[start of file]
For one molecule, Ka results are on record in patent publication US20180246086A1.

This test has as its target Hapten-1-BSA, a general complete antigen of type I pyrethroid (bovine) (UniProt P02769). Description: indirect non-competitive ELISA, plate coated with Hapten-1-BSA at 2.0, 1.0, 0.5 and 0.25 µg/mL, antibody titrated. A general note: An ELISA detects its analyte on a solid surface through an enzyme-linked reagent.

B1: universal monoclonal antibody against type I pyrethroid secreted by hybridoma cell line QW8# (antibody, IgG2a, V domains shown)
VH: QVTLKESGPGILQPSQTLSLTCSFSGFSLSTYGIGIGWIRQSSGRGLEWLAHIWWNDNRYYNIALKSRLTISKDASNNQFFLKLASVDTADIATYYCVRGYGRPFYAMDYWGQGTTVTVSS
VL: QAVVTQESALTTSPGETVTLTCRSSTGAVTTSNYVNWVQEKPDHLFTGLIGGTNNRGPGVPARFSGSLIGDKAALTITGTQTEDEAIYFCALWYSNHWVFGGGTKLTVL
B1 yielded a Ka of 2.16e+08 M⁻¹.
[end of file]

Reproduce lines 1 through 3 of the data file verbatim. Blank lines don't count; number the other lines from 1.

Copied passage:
For one molecule, Ka results are on record in patent publication US20180246086A1.

This test has as its target Hapten-1-BSA, a general complete antigen of type I pyrethroid (bovine) (UniProt P02769). Description: indirect non-competitive ELISA, plate coated with Hapten-1-BSA at 2.0, 1.0, 0.5 and 0.25 µg/mL, antibody titrated. A general note: An ELISA detects its analyte on a solid surface through an enzyme-linked reagent.

B1: universal monoclonal antibody against type I pyrethroid secreted by hybridoma cell line QW8# (antibody, IgG2a, V domains shown)